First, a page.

Sons of Thunder Reviews: August Burns Red – Leveler
Welcome to a new feature of Team Orthodoxy, Sons of Thunder Reviews, where Chris (CatholicChris) and Mike (AnotherEpigone) give their brilliant, sublime, and sometimes contradictory reviews of new Christian Metal.
This time the Sons are checking out the latest Solid State Records release from August Burns Red. This band has been a part of their friendship for many years, so this review is deeply personal. Lets see what they thought!
The Epigone’s Review:
August Burns Red has been one of the most respected bands in Christian metalcore since they exploded onto the scene with 2005’s Thrill Seeker. This band holds an enormous amount of real estate in my musical heart of hearts, as their debut album came at an important time in my life; a time when I was turning back to God, a time when I was first becoming a man, and a time when I was discovering the sublime beauty of Christian metal! My nostalgia for Thrill Seeker is enormous, and so the question for me with each new album is always, can they match that greatness ever again?
After weeks of nonstop listening, I’m just going to come out and say it. YES. Leveler is actually better than Thrill Seeker. It is the best August Burns Red album, period.
When I first heard August Burns Red’s newest album “Leveler”, it forced me to stop for a moment and listen. Their newest album really takes the listener down a different path that the diehard ABR fan is used to. As the Sons of Thunder, Mike (anotherepigone) and myself have been listening to this band from the beginning. Seeing them live 6 times over the course of 6 years has allowed me to see the men in this band grow as musicians, and I’ve looked forward to every release since I heard “Thrill Seeker” which was released in 2005. After the release of “Constellations” in 2009, I personally was disappointed as I felt the record was quite generic, and really brought nothing new to the table. “Leveler” on the other hand changed the game for August Burns Red, which is a pleasant but much needed surprise. The album has something for every type of listener. For those who love their chuggy metalcore breakdowns, fear not! They are still plentiful in this record and are sure to make you two-step. For those with an ear for something a little different, ABR takes a few chances in this album to break the cycle of the typical Metalcore genre to provide some tasty progressive metal influenced interludes, like those found in the song “Internal Cannon” that please the more eclectic crowd. If you are looking for skilled musicians in all of their fields, you will find a happy home with this album.
The title “Leveler” comes from their title track, which finishes the album. Alluding to Saint John the Baptist, it speaks of a “Queen of Hearts” bent on the song writers destruction. Some creative license was taken and sort of derailed the beauty of this reference when speaking about how, if he did not follow the Lord, he would destroy her. Lyrically, that made no sense. But it still got the point across in the end that he forgave her and that God would find her. Lyrically, I felt like the lyricists intent was to write an album of lyrical one liners. It feels as if many of the songs were written with the intent to make them anthems. Though some can be considered worthy of the title “anthem”, including the lyrics in the song “Salt and Light” which repeat at the end “We sing for you” eight times, it gets almost monotonous when almost every song ends in an quasi-anthem.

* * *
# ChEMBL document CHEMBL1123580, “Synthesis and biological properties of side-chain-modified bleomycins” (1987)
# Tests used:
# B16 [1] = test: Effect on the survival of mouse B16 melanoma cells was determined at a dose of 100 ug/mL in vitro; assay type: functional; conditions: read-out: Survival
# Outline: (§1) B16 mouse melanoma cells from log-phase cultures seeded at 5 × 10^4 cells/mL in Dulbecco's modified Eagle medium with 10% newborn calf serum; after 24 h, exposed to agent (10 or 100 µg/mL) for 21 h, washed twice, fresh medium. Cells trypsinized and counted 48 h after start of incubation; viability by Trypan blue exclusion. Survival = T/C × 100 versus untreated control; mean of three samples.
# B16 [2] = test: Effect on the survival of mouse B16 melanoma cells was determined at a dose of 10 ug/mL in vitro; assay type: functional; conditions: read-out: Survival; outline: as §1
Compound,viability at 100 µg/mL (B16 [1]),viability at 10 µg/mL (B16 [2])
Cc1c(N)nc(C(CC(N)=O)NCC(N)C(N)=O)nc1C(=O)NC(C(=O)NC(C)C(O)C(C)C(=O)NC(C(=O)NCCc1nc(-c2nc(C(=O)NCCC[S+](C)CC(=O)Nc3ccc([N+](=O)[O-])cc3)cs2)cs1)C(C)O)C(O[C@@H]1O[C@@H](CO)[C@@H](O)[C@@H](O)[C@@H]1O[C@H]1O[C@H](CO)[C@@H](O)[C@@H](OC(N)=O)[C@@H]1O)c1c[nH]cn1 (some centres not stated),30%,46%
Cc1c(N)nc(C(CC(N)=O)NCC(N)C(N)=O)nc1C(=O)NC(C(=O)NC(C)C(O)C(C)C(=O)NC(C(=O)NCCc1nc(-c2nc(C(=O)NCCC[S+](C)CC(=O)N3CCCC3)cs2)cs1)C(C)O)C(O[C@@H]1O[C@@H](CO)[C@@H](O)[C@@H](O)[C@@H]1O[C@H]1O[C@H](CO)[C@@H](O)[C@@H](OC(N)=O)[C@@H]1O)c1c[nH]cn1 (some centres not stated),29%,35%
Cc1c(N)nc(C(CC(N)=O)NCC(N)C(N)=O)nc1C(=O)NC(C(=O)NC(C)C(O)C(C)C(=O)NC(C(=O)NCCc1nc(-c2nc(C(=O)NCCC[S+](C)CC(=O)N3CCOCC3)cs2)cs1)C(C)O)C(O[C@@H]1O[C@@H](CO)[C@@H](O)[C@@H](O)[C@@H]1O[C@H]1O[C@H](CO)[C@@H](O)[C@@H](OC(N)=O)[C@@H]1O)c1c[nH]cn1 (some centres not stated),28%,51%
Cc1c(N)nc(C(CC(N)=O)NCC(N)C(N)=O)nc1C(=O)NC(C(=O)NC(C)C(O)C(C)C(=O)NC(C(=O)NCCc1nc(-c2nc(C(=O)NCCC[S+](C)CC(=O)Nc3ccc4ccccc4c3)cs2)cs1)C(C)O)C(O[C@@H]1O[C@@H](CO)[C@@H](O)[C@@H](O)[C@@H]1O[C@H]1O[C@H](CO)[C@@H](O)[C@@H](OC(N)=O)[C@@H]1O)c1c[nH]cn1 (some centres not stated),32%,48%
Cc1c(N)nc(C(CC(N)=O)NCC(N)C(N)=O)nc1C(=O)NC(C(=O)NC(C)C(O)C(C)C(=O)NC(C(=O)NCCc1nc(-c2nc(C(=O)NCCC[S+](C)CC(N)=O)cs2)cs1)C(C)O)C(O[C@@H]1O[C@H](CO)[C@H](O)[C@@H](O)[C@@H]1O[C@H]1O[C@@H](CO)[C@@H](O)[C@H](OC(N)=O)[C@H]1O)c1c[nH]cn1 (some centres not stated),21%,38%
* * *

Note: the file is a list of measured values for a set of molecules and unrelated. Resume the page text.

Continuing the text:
I would like to point out however that I feel this is most likely the most “God” focussed album I have seen released by this band. Songs such as “Divisions” which says “Oh God, I’m speaking to you. You said we are redeemed. Oh God, I’m speaking to you. You said we are set free…”. The song “Poor Millionaire” declares “Tyrant. Ring the bells of repentance, awakening from your deathbed”, and the song “40 Nights” says “Life, death, dreams, wealth – nothing lasts forever. Greed, envy, gluttony will amount to nothing. Nothing lasts forever.” This album spends a lot of its focus recognizing the brokenness and self-love of fallen humanity while calling people to turn their lives around and says in “Boys of Fall” that “…all we had we lost. All we gained is chaos. Where we belong is with You. All we have is You. Where we belong is with You. All we have is You. Where we belong is with You. Please rescue us.” They recognize that God is who they need, and not themselves.
The overall production of this album is typical for any release coming out of the Seattle based, SolidState Records. Nothing is left wanting in terms of quality with this release. Some may question the “Overproduced” sound, however it plays well while driving in a car with the windows down and doesn’t sound like you’re listening to music in a trash can. To be honest, “drivability” is always an important factor for me.
The overarching flow of the album is one of it’s weak points. I feel, along with the anthem mentality, that one song does not connect well with the next. All of the songs are quite different from one another (which can also be considered very good if done correctly). However to me it’s not an album that I can sit and listen to on repeat for that very reason.
In conclusion, August Burns Red’s “Leveler” took risks that I thought would never happen with this band. I feel they have now opened the door to new areas of musical exploration as a band that they had closed with “Constellations”. Overall I was pleased with this album and would encourage metal fans to listen to it, albeit with an open mind. Though the anthems were a little too plentiful and lyrical content nonsensical at times, I thoroughly enjoyed this album and look forward to what they will be doing in the future.